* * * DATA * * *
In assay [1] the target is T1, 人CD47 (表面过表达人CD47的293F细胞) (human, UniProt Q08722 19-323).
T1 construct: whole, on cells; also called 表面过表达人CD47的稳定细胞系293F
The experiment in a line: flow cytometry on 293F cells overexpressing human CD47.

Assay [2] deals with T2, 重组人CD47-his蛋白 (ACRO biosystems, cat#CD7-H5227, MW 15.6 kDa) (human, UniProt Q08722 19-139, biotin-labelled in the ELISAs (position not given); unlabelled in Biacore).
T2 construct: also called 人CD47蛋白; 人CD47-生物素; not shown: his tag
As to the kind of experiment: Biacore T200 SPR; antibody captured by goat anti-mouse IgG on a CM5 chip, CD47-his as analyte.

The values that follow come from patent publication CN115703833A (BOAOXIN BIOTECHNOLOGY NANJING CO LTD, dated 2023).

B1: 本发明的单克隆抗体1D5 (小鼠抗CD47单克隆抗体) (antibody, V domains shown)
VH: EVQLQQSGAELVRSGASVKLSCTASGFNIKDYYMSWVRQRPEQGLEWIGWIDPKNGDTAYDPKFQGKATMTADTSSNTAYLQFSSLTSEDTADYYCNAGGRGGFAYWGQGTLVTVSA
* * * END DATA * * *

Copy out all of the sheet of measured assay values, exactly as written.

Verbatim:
In assay [1] the target is T1, 人CD47 (表面过表达人CD47的293F细胞) (human, UniProt Q08722 19-323).
T1 construct: whole, on cells; also called 表面过表达人CD47的稳定细胞系293F
The experiment in a line: flow cytometry on 293F cells overexpressing human CD47.

Assay [2] deals with T2, 重组人CD47-his蛋白 (ACRO biosystems, cat#CD7-H5227, MW 15.6 kDa) (human, UniProt Q08722 19-139, biotin-labelled in the ELISAs (position not given); unlabelled in Biacore).
T2 construct: also called 人CD47蛋白; 人CD47-生物素; not shown: his tag
As to the kind of experiment: Biacore T200 SPR; antibody captured by goat anti-mouse IgG on a CM5 chip, CD47-his as analyte.

The values that follow come from patent publication CN115703833A (BOAOXIN BIOTECHNOLOGY NANJING CO LTD, dated 2023).

B1: 本发明的单克隆抗体1D5 (小鼠抗CD47单克隆抗体) (antibody, V domains shown)
VH: EVQLQQSGAELVRSGASVKLSCTASGFNIKDYYMSWVRQRPEQGLEWIGWIDPKNGDTAYDPKFQGKATMTADTSSNTAYLQFSSLTSEDTADYYCNAGGRGGFAYWGQGTLVTVSA